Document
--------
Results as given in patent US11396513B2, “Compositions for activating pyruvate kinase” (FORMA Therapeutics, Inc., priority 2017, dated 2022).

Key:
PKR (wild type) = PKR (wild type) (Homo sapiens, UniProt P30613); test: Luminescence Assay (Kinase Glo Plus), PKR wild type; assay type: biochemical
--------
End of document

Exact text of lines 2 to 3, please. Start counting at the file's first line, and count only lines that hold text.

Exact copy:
Key:
PKR (wild type) = PKR (wild type) (Homo sapiens, UniProt P30613); test: Luminescence Assay (Kinase Glo Plus), PKR wild type; assay type: biochemical